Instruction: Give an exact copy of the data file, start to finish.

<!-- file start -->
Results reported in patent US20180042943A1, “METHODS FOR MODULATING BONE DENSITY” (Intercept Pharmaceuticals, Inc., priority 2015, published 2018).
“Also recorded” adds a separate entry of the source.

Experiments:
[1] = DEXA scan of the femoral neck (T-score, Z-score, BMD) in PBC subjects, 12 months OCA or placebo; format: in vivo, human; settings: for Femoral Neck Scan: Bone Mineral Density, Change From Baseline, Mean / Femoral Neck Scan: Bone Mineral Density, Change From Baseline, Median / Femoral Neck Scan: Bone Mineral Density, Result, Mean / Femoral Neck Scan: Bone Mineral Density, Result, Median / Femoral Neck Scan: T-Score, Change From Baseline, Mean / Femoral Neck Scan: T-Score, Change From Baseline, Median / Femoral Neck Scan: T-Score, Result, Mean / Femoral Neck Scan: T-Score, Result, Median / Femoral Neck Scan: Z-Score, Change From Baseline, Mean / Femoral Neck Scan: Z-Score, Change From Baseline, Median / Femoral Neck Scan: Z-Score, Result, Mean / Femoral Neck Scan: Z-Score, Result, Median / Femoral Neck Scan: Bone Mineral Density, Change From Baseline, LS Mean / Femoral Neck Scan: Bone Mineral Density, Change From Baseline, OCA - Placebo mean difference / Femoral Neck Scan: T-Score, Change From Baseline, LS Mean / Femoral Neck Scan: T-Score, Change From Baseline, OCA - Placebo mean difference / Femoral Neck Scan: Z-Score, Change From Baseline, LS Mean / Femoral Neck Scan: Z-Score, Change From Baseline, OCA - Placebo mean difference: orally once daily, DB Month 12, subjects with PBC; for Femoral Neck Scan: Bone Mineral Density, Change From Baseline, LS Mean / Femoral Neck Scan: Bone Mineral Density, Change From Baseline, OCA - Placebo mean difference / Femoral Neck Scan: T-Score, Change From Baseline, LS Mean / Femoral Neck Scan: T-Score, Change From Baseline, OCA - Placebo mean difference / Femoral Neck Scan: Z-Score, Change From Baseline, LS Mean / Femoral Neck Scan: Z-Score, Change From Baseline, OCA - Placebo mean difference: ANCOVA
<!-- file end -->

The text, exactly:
Results reported in patent US20180042943A1, “METHODS FOR MODULATING BONE DENSITY” (Intercept Pharmaceuticals, Inc., priority 2015, published 2018).
“Also recorded” adds a separate entry of the source.

Experiments:
[1] = DEXA scan of the femoral neck (T-score, Z-score, BMD) in PBC subjects, 12 months OCA or placebo; format: in vivo, human; settings: for Femoral Neck Scan: Bone Mineral Density, Change From Baseline, Mean / Femoral Neck Scan: Bone Mineral Density, Change From Baseline, Median / Femoral Neck Scan: Bone Mineral Density, Result, Mean / Femoral Neck Scan: Bone Mineral Density, Result, Median / Femoral Neck Scan: T-Score, Change From Baseline, Mean / Femoral Neck Scan: T-Score, Change From Baseline, Median / Femoral Neck Scan: T-Score, Result, Mean / Femoral Neck Scan: T-Score, Result, Median / Femoral Neck Scan: Z-Score, Change From Baseline, Mean / Femoral Neck Scan: Z-Score, Change From Baseline, Median / Femoral Neck Scan: Z-Score, Result, Mean / Femoral Neck Scan: Z-Score, Result, Median / Femoral Neck Scan: Bone Mineral Density, Change From Baseline, LS Mean / Femoral Neck Scan: Bone Mineral Density, Change From Baseline, OCA - Placebo mean difference / Femoral Neck Scan: T-Score, Change From Baseline, LS Mean / Femoral Neck Scan: T-Score, Change From Baseline, OCA - Placebo mean difference / Femoral Neck Scan: Z-Score, Change From Baseline, LS Mean / Femoral Neck Scan: Z-Score, Change From Baseline, OCA - Placebo mean difference: orally once daily, DB Month 12, subjects with PBC; for Femoral Neck Scan: Bone Mineral Density, Change From Baseline, LS Mean / Femoral Neck Scan: Bone Mineral Density, Change From Baseline, OCA - Placebo mean difference / Femoral Neck Scan: T-Score, Change From Baseline, LS Mean / Femoral Neck Scan: T-Score, Change From Baseline, OCA - Placebo mean difference / Femoral Neck Scan: Z-Score, Change From Baseline, LS Mean / Femoral Neck Scan: Z-Score, Change From Baseline, OCA - Placebo mean difference: ANCOVA